Global Green Development Insights – Why Has Wind and Photovoltaics Thrived But Not CCUS?


The global energy market saw unprecedented turmoil between 2020 and 2021. As 2022 began, the crisis between Russia and Ukraine erupted, and the “weaponization” of the energy trade caught global attention. The cost of various energy sources has remained high due to supply uncertainty and supply chain disruption. The need to phase out fossil fuels as soon as possible is a necessity for both environmental climate security as well as stable energy economy development. What must we pay special attention to in order to encourage the achievement of green development goals? Let’s examine the past developments over the course of 20 years in wind energy, photovoltaics, and carbon capture and storage (CCS, also known as CCUS if carbon is employed) to gain more insight.

Fundamentals of Wind Power and Photovoltaic Development

Although the concept of harnessing wind and solar energy was not new, it wasn’t until the turn of the century that large-scale applications in the field of power generation gradually gained momentum. Since the eleventh century, windmills have been extensively used, and many still stand today as historical and cultural monuments. Similarly, technological implementations relating to solar photovoltaic electricity was first developed in the 1950s, even though the discovery of the photovoltaic effect dated back to 150 years ago. Why has it taken such a long period of time for the emergence of large-scale wind and solar power generation? Concerns about climate change are apparently one of the important impetuses. People started to pay attention to effects of climate change, thus lending more support to each stage of the technological life cycle and encouraged the use and adoption of wind and solar energy in both laboratories and industries. The price started to drop rapidly, eventually creating a market that has the potential to solve job issues (so-called “green employment”), spur the manufacturing sector’s growth, foster technology spillovers, etc., and ultimately leading to the creation of virtuous cycles.

How do wind power and photovoltaics become so affordable? Relevant factors include technological adaptations, scale effects, and distortions in costs through governments’ subsidies (for inputs such as land, exchange rates, and labor). Gregory Nemet has since 2002 been closely following this topic, meeting with more than 70 people in 18 different countries, and publishing “How Solar Got Cheap” in conjunction with his own study. The key insight of the book is that entrepreneurs in Asia play a crucial role by constructing massive plants that spread investment costs thin, while operators grow more competitive by being flexible and facilitating efficient information exchanges among supply chain partners. Additionally, unlike hydropower and nuclear power, wind turbines and solar panels are standardized technologies that are less dependent on local customization, which is beneficial to mass production and utilization.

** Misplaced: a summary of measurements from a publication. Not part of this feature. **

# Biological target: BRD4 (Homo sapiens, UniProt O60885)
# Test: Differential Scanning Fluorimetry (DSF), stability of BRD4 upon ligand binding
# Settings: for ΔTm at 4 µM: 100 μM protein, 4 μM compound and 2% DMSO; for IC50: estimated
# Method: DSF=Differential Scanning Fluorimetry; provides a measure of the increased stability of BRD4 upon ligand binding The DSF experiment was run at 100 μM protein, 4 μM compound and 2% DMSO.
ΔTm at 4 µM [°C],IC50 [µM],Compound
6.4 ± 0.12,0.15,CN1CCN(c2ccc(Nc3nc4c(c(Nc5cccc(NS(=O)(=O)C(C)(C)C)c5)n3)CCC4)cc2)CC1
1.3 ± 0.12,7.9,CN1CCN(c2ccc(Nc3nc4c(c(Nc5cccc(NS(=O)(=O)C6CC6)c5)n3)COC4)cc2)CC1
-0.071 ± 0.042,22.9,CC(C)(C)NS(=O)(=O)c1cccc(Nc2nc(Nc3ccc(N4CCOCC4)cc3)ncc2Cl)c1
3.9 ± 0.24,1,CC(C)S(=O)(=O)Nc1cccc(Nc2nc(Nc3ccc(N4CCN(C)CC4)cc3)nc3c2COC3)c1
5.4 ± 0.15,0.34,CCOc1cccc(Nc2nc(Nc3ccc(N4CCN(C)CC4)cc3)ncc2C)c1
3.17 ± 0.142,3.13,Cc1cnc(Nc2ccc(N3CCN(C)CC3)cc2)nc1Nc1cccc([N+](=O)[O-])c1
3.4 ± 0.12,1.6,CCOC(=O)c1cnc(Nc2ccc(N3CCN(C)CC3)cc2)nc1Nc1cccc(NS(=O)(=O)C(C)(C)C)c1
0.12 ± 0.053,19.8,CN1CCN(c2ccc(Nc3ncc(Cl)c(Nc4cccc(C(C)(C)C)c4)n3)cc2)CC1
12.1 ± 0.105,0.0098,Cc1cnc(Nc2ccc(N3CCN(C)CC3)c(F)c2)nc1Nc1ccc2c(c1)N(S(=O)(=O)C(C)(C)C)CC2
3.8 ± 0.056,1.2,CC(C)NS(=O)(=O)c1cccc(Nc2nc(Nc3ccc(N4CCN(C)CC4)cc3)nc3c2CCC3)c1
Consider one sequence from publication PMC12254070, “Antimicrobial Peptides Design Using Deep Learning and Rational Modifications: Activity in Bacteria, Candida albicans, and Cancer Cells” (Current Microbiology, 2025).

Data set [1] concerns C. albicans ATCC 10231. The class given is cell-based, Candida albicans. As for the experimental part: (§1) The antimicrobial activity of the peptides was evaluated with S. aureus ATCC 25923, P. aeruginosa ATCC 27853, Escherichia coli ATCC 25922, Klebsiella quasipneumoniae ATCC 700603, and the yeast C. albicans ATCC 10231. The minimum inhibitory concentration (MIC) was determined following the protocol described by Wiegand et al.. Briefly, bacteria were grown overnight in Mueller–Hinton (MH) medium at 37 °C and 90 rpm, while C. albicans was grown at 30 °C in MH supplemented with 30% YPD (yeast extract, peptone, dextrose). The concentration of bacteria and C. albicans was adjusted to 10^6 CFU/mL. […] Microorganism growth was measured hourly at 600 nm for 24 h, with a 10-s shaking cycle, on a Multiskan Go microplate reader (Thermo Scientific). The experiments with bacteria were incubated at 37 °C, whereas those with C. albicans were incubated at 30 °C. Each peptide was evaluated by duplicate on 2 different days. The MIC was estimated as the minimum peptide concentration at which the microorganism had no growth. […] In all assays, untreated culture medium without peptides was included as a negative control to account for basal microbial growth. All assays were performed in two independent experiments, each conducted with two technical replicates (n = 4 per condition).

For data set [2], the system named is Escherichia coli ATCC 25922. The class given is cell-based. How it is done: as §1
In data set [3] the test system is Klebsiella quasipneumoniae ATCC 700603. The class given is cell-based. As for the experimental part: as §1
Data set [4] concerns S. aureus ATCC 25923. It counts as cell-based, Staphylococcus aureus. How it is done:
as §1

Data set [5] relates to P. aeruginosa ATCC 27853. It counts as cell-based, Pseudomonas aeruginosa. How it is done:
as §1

Challenges of the CCUS Technology

In contrast, CCUS (carbon capture, utilization, and storage) technologies, which many see as highly promising, has been falling short in practice and implementation over the past 10 – 20 years, especially when it comes to geological storage after carbon capture; some even call it “the lost 10 years” or even 20 years.

In hindsight, there are numerous explanations from various perspectives.

   The cost of CCUS is much higher than it was originally expected; and the potential and sustainability of CCUS have yet to be proven. From the perspective of a single project, the marginal cost increases as more units of carbon are being pumped for storage.

   The general public continue to have instinctive doubts over the dependability and safety of CCUS technologies, particularly since they involve pumping gas underground. CCUS industrial and technology eco-systems are still at a formative stage. Although carbon utilization technologies are critical to the business model transformation efforts of traditional energy operators and producers, the technologies are not mature enough to bring about large-scale cost efficiency.